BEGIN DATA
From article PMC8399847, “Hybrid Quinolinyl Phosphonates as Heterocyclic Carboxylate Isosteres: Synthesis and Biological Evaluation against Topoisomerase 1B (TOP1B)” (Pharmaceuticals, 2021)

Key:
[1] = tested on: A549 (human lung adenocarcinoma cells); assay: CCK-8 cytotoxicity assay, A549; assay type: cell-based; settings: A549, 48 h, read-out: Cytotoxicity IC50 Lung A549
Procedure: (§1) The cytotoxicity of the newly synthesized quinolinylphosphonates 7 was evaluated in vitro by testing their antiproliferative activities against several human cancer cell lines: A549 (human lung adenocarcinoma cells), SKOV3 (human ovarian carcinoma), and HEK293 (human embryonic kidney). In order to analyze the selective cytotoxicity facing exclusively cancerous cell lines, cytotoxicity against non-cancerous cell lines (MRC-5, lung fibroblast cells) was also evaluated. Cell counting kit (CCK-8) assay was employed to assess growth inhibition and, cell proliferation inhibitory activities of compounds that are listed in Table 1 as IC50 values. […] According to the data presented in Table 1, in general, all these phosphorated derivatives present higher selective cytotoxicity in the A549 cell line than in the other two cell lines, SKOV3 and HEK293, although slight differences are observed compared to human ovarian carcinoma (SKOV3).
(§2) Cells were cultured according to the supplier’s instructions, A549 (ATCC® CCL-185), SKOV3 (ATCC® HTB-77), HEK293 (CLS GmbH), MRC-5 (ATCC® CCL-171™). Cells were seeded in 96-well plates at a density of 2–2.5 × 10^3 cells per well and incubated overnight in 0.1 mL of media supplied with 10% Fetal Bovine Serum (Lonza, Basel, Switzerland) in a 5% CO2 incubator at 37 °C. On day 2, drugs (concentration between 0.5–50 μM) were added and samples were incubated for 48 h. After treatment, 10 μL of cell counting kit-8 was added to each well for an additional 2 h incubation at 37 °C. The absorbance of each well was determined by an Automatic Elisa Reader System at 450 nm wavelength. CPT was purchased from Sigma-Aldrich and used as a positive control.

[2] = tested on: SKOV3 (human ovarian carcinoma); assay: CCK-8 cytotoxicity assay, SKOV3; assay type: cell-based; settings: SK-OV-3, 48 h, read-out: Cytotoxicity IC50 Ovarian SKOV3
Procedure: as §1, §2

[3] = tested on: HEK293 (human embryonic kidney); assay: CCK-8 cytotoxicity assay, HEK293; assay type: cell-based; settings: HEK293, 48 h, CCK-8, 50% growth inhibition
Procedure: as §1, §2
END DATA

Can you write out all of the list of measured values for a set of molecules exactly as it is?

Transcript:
From article PMC8399847, “Hybrid Quinolinyl Phosphonates as Heterocyclic Carboxylate Isosteres: Synthesis and Biological Evaluation against Topoisomerase 1B (TOP1B)” (Pharmaceuticals, 2021)

Key:
[1] = tested on: A549 (human lung adenocarcinoma cells); assay: CCK-8 cytotoxicity assay, A549; assay type: cell-based; settings: A549, 48 h, read-out: Cytotoxicity IC50 Lung A549
Procedure: (§1) The cytotoxicity of the newly synthesized quinolinylphosphonates 7 was evaluated in vitro by testing their antiproliferative activities against several human cancer cell lines: A549 (human lung adenocarcinoma cells), SKOV3 (human ovarian carcinoma), and HEK293 (human embryonic kidney). In order to analyze the selective cytotoxicity facing exclusively cancerous cell lines, cytotoxicity against non-cancerous cell lines (MRC-5, lung fibroblast cells) was also evaluated. Cell counting kit (CCK-8) assay was employed to assess growth inhibition and, cell proliferation inhibitory activities of compounds that are listed in Table 1 as IC50 values. […] According to the data presented in Table 1, in general, all these phosphorated derivatives present higher selective cytotoxicity in the A549 cell line than in the other two cell lines, SKOV3 and HEK293, although slight differences are observed compared to human ovarian carcinoma (SKOV3).
(§2) Cells were cultured according to the supplier’s instructions, A549 (ATCC® CCL-185), SKOV3 (ATCC® HTB-77), HEK293 (CLS GmbH), MRC-5 (ATCC® CCL-171™). Cells were seeded in 96-well plates at a density of 2–2.5 × 10^3 cells per well and incubated overnight in 0.1 mL of media supplied with 10% Fetal Bovine Serum (Lonza, Basel, Switzerland) in a 5% CO2 incubator at 37 °C. On day 2, drugs (concentration between 0.5–50 μM) were added and samples were incubated for 48 h. After treatment, 10 μL of cell counting kit-8 was added to each well for an additional 2 h incubation at 37 °C. The absorbance of each well was determined by an Automatic Elisa Reader System at 450 nm wavelength. CPT was purchased from Sigma-Aldrich and used as a positive control.

[2] = tested on: SKOV3 (human ovarian carcinoma); assay: CCK-8 cytotoxicity assay, SKOV3; assay type: cell-based; settings: SK-OV-3, 48 h, read-out: Cytotoxicity IC50 Ovarian SKOV3
Procedure: as §1, §2

[3] = tested on: HEK293 (human embryonic kidney); assay: CCK-8 cytotoxicity assay, HEK293; assay type: cell-based; settings: HEK293, 48 h, CCK-8, 50% growth inhibition
Procedure: as §1, §2